According to many technology experts, more and more cases of fraud are connected to identity theft
, leaving many vulnerable to having their information used to run up credit card debts and other expenses. In a recent interview with BankInfoSecurtiy.com, privacy expert Kirk Nahra said that people should only give out personal information, such as Social Security numbers, when it is necessary. By protecting the sensitive information, people everywhere can prevent fraudsters from getting their hands on key data that can be used to open accounts under their name. "The Social Security number is the key to the kingdom of almost every type of identity theft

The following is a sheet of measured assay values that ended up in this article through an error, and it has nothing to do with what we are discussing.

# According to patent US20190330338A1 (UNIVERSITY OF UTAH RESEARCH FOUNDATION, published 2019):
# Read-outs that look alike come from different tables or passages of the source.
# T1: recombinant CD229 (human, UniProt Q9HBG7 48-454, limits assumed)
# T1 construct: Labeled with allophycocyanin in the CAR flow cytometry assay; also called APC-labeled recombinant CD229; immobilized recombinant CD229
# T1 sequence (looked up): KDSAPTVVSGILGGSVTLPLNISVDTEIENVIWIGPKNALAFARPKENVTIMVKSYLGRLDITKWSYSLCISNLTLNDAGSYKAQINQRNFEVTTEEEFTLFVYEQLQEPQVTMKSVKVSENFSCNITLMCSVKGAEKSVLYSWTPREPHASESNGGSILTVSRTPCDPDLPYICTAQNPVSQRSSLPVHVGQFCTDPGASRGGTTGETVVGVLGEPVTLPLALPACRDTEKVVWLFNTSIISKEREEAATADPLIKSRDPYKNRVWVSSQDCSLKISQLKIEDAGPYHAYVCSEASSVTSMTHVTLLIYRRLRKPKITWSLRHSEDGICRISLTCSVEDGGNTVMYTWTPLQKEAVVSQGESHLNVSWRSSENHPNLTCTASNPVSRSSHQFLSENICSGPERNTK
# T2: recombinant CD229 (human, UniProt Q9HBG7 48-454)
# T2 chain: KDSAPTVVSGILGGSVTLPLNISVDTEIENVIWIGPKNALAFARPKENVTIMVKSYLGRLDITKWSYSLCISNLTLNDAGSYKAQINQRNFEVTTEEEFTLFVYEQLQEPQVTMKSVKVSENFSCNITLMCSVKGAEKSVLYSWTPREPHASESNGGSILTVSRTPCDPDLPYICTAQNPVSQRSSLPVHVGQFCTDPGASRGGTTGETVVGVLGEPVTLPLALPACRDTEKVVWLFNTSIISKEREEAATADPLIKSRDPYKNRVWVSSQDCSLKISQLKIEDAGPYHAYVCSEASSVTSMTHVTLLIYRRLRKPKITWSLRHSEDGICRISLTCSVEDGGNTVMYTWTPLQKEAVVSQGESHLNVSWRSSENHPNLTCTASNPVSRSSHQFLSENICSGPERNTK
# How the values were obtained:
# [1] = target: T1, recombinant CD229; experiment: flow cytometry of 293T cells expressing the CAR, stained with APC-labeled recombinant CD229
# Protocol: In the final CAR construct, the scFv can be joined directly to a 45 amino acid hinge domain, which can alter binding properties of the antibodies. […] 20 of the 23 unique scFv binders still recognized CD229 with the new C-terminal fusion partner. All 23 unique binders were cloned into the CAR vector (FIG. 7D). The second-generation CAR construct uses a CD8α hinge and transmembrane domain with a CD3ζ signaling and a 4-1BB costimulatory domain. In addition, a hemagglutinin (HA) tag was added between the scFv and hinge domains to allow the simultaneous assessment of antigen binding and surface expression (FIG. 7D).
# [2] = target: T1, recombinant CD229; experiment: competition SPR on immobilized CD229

," said attorney Mari Frank in an interview with the site. "It's the key to medical-benefit theft, government-benefit theft, you name it. We have to look at what companies can do to protect against risks from outsiders, and we have to look at what companies can do to police their own workforce," Nahra added. She says "limiting where you have the information, how you use the information and not giving out information unless it is absolutely necessary" are crucial. According to recently released statistics from the Identity Theft
Resource Center, there were 662 data breaches in the U.S. in 2010. The study revealed that there had been a 33 percent increase from the year before.